Warner Bros. Is Making This Important Change to the DC Film Universe

With an amazing line-up on The CW which includes Arrow, The Flash, and Supergirl, as well as Gotham slaying over on Fox, DC Entertainment is doing big things on television. With so many astounding and long-running shows, they even seem to be giving Marvel a run for their money on the small screen. However, when it comes to films, the DC Extended Universe is floundering a bit with both audiences and critics.

In 2016, DC saw some major setbacks with their films, Batman v. Superman: Dawn of Justice and Suicide Squad. With Marvel’s acclaimed Captain America: Civil War dropping the same year, the folks at DC Entertainment knew they needed to go back to the drawing board — and they did. DCEU came out swinging with the legendary Diana Prince and her iconic shield.

With the critical and financial success of Patty Jenkins’ Wonder Woman, starring Gal Gadot in the titular role, DC films finally seem to be getting back on track. Now that Warner Bros. knows what works well, they are making one important change to the DCEU that will keep things moving forward from here on out.

A shift in tone

Ben Affleck wears a black cape and suit as Batman

Ben Affleck as Batman in Batman v. Superman: Dawn of Justice | Warner Bros.

With fan favorites like The Dark Knight and the Joker often at the center of DC Films, it’s no secret that the DCEU loves to keep things gritty and dark. After all, what is Gotham City without its dark alleys and shady characters?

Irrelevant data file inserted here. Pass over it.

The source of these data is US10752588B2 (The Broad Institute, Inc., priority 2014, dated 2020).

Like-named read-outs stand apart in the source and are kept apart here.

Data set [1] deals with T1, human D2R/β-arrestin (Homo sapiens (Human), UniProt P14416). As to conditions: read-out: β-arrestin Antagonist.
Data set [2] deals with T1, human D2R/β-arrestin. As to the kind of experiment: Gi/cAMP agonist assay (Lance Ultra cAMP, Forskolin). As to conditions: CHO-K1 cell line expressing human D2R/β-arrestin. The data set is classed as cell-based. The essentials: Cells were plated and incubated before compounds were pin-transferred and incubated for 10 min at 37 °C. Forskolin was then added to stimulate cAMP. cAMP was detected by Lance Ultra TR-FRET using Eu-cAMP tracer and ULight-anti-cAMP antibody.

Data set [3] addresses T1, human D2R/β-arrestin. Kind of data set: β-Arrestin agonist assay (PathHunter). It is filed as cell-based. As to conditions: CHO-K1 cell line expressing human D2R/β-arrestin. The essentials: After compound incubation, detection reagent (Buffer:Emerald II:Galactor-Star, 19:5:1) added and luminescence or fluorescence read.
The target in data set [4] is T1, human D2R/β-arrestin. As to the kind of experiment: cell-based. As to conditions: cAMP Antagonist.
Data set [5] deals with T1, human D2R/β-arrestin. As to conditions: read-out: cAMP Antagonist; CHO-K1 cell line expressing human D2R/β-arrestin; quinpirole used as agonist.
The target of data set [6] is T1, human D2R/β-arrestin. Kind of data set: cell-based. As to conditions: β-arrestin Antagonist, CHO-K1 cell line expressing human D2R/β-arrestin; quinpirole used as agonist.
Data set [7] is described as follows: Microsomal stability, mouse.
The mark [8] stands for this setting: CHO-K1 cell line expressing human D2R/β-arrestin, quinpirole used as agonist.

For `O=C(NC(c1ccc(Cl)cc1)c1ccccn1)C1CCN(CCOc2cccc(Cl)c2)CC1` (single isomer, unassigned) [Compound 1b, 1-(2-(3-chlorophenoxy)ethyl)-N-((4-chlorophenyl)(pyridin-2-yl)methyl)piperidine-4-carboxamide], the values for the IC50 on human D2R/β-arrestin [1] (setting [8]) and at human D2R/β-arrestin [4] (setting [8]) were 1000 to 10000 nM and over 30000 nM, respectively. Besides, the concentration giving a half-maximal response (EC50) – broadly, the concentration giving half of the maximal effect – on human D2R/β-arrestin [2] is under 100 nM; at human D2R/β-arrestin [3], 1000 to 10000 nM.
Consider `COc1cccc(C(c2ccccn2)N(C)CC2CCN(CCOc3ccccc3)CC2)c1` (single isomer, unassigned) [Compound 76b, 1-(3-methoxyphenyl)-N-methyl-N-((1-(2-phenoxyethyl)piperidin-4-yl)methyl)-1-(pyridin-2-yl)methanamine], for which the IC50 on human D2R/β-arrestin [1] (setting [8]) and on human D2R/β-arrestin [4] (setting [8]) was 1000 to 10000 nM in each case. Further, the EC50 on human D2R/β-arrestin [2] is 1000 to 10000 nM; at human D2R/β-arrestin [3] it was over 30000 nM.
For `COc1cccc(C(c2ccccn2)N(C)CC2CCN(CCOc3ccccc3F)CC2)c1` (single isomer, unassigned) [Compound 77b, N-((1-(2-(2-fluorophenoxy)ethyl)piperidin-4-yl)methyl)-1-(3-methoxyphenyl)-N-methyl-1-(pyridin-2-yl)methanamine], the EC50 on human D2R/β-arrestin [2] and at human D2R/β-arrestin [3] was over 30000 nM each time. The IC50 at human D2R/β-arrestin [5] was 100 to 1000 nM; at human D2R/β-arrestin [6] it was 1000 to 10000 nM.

However, as the Marvel Cinematic Universe has proven time and time again, films can touch on dark topics while also keeping things light. Last year, DC Comics President and Chief Creative Officer Geoff Johns told The Wall Street Journal:

Mistakenly in the past, I think the studio has said, “Oh, DC films are gritty and dark, and that’s what makes them different.” That couldn’t be more wrong. It’s a hopeful and optimistic view of life. Even Batman has a glimmer of that in him. If he didn’t think he’d make tomorrow better, he’d stop.

Picking up the pace

Henry Cavill wears the Superman outfit and cape in Man of Steel

Henry Cavill in Man of Steel | Warner Bros.

There is nothing worse than a slow-moving superhero flick. Fans don’t rush to the theaters for a slow burn when it comes to seeing their favorite heroes in action. They are eager to see them use their metahuman strength while defeating evil.

In films like Man of Steel, even though it was an origin story, it took DC entirely too long to get Clark Kent in his epic red cape. Using Wonder Woman as a guide, that’s expected to change. Justice League producer Jon Berg told The Wall Street Journal, “We accelerated the story [in Justice League] to get to the hope and optimism a little faster. ”

A thread of continuity

The Suicide Squad stands in formation holding weapons

Suicide Squad | Warner Bros.

MCU loves to make sure every single one of their films builds on the others. They are connected intricately like puzzle pieces, and fans stay glued to their seats long after the film’s credits roll to see the hidden scenes that connect to the next film. While Batman v. Superman started a tradition of continuity, it seemed a tad forced. Also, Clark Kent was nowhere to be found in Suicide Squad.

DC Films has vowed to change that. DC Entertainment President Diane Nelson told Vulture, “Our intention, certainly, moving forward, is using the continuity to help make sure nothing is diverging in a way that doesn’t make sense.”